Monday evening, CRN said Paul Maritz is out as VMware CEO and is being replaced by Pat Gelsinger, president and COO of EMC’s Information Infrastructure Products division. Maritz could be heading for a new job as CEO of EMC or as head of a spun off Cloud Foundry.

VMware is a company providing virtualization software, founded in 1998 and based in Palo Alto, California. The company was acquired by EMC in 2004 and operates as a separate software subsidiary. EMC owns approximately 80 percent of VMware stock, while Intel has approximately 10 percent and Cisco holds 5 percent of the shares.

Earlier on Monday, Gigaom said VMware is mulling a spinoff of certain cloud-centric parts of its business, including its open source Cloud Foundry platform-as-a-service (PaaS) and assets from EMC?s Greenplum and Project Rubicon, a joint venture infrastructure-as-a-service (IaaS) involving VMware and EMC.

On July 2nd, VMware announced the pending acquisition of DynamicOps, a multi-hypervisor management firm that was spun out of Credit Swisse investment bank. The DynamicOps purchase results from VMware’s realization that their ESX server will have competition in the enterprise data center world. DynamicOps brings VMware a service governor that can manage Microsoft Hyper-V, Citrix, and Oracle Xen-based hypervisors and Amazon Web Services’ proprietary version of Xen, Amazon Machine Images.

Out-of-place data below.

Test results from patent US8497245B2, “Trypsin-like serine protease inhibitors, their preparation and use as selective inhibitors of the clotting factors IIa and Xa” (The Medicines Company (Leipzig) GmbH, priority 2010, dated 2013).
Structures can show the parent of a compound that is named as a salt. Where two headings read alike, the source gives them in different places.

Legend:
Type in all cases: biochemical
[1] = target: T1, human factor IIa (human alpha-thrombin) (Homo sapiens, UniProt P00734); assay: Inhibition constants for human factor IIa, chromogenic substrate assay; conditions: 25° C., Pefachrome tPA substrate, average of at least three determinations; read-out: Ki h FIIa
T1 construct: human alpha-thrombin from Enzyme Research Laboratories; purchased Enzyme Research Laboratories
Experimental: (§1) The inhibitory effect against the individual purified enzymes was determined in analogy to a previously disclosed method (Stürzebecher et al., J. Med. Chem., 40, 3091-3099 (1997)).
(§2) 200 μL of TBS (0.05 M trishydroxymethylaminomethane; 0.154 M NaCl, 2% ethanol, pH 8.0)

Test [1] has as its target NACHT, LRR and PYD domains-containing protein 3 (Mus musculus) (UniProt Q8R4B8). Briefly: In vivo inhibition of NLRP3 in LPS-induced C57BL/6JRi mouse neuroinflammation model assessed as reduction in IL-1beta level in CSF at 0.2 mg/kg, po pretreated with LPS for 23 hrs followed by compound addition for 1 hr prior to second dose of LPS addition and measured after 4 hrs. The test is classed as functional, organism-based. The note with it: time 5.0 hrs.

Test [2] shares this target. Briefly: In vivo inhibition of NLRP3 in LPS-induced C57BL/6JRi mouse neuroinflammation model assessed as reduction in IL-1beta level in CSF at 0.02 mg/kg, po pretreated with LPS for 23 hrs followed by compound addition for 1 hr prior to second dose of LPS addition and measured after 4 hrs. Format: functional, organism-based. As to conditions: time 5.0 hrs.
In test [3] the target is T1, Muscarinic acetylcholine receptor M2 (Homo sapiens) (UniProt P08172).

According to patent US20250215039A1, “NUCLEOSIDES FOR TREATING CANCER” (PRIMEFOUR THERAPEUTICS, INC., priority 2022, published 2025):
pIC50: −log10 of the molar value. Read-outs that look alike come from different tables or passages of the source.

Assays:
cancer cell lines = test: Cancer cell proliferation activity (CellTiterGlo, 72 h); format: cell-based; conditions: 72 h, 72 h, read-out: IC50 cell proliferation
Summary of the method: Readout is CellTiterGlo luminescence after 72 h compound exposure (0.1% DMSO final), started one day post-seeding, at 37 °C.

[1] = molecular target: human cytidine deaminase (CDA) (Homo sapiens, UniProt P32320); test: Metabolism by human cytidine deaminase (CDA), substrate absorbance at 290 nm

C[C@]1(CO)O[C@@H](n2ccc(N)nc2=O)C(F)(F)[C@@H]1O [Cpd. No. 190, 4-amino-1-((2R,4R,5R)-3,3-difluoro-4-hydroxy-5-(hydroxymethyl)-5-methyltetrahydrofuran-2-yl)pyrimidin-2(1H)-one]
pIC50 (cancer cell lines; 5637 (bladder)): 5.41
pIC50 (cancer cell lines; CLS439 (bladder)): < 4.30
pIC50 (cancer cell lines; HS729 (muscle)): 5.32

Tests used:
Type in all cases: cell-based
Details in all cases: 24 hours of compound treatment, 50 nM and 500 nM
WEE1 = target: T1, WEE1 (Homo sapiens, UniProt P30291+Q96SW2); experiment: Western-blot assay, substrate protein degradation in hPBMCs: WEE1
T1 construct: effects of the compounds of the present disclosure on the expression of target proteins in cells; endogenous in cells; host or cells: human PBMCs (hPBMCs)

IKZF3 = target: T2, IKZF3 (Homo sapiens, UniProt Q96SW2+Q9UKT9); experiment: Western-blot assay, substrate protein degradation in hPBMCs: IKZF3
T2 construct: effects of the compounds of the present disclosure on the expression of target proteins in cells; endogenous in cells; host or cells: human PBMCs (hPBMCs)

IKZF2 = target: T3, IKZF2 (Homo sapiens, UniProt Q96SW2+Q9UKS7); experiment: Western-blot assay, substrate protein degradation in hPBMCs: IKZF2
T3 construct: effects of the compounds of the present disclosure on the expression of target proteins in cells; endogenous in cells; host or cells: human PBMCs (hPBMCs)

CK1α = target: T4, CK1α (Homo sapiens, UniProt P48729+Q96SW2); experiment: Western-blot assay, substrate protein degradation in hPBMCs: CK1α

Paul Maritz, VMwarePaul Maritz joined EMC in early 2008 with its acquisition of software startup Pi Corp. In July of that year, VMware Board of Directors replaced co-founder, president and CEO Diane Greene with Paul Maritz, a retired 14-year Microsoft veteran who was heading EMC’s cloud computing business unit.

During Maritz’ four year tenure as VMware CEO, the company saw record growth. Revenue climbed from $1.88 billion in 2008 to $3.77 billion in 2011. He also directed VMware’s move from virtualization in the PC era to a force in the management of cloud-based apps that run on multiple devices such as iPads and smartphones.

Regardless of past success, staff continues to be shuffled. Last week, EMC announced a shakeup in their sales management and additional responsibilities for Vice Chairman Bill Teuber.

Pat Gelsinger, who joined EMC in 2009 after a 30 year career at Intel, was thought to be in line for the position of CEO at Intel but was moved out of that succession line. Some say Gelsinger lost out because of "Larrabee", a failed GPGPU project he headed as well as insistence on power-inefficient solutions such as Netburst architecture (Pentium 4). Most recently at EMC, Gelsinger has been discussing the security advantages of using a hybrid-cloud ? a combination of public cloud and private cloud.

Next week, VMware has its second quarter earnings conference call results on July 23. By then the rumors about VMware and EMC should be in full swing. Neither EMC nor VMware spokespeople were available for comments on Monday evening.